NIPSCO rate case comes as change jolts industry
NIPSCO’s request for an 11.5 percent hike in residential electric rates filed recently with state regulators comes at a critical juncture for the utility industry in Indiana and nationwide.
New technology, such as solar and improved cogeneration, promises to disrupt utilities in traditionally regulated states like Indiana, said Adrian Moore, a vice president at the Reason Foundation.
In addition, industrial utility customers in Indiana are revolting against higher rates, and residential advocates want to see increased use of home generation and more energy conservation.
“You can’t keep the world just as it was in the 1950s,” Moore said, who has written on deregulation and disruptive forces like Uber ride-share. “If we took the same approach to other things as we take with utilities, we would still be using Betamax tapes in our VCRs and driving around in VW Beetles.”
Effectively, a second wave of utility deregulation is underway in the United States, Moore said. It’s not wholesale deregulation as in the 1990s, but incremental as lawmakers, regulators and utilities struggle to adapt.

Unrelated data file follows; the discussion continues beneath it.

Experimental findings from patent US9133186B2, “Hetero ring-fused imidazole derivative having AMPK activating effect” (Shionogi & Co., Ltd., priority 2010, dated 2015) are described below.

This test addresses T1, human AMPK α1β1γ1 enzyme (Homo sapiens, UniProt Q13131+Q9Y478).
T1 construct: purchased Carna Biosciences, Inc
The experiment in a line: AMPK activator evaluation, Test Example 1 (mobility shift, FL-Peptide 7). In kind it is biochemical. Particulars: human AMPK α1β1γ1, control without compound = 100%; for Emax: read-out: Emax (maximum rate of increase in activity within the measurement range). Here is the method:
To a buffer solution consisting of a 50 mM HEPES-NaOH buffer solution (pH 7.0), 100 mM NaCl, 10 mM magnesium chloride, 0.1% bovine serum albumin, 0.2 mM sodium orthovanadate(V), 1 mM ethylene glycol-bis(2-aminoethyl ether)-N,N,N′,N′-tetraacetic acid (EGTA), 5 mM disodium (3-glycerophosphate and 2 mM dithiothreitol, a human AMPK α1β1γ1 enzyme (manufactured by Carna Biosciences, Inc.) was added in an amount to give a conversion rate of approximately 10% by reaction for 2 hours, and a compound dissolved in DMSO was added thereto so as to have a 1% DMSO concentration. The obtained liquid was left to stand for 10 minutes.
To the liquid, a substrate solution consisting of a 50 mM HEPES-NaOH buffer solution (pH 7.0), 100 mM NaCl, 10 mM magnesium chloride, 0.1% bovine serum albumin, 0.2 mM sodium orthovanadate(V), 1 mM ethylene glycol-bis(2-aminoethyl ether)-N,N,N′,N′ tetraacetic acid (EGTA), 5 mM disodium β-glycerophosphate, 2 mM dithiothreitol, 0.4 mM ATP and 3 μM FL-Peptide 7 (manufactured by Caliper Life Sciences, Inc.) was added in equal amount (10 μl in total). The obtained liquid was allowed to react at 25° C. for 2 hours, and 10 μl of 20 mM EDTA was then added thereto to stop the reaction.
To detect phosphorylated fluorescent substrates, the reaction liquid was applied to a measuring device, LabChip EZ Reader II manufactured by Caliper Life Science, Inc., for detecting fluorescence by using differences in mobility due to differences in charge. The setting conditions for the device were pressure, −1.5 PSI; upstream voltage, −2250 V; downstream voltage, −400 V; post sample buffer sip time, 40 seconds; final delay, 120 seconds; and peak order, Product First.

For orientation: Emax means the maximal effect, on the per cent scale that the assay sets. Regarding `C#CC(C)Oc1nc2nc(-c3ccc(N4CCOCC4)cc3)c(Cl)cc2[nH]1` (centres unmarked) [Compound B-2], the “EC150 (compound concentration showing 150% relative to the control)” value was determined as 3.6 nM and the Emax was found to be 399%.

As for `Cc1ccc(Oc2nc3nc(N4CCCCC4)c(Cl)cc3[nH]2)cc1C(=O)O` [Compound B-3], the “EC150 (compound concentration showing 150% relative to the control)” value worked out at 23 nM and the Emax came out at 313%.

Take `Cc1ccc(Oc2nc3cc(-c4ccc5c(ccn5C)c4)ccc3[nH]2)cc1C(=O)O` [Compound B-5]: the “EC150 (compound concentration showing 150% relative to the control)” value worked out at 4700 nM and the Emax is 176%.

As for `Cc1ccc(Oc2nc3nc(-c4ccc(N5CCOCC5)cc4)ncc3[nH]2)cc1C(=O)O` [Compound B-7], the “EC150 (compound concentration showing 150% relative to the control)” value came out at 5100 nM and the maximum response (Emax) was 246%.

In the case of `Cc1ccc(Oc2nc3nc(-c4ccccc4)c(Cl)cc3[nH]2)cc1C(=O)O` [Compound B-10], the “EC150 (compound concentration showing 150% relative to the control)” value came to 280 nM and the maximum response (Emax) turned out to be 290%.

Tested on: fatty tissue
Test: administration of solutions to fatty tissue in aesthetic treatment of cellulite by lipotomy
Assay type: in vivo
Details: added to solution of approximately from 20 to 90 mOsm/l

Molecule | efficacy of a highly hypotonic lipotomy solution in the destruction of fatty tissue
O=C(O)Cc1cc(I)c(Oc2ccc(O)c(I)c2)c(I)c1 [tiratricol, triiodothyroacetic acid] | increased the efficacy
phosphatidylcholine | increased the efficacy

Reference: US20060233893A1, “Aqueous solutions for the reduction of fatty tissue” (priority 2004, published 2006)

Utilities are reminding everyone that someone must pay the cost of the electric generating plants, poles and wires that back up the new generating technologies and in some cases connect them to one another.
Joseph Hamrock, CEO of NiSource Inc., parent company for NIPSCO and utilities in six other states, said every new source of electricity generation has to be examined in light of the obligation of regulated utilities to serve all customers.
Whether it is a large cogeneration plant at a major industrial supplier or a home’s rooftop solar array, NIPSCO must provide backup, a connection to the grid, and capacity in case those customers decide to come back full-time to the utility, Hamrock said.
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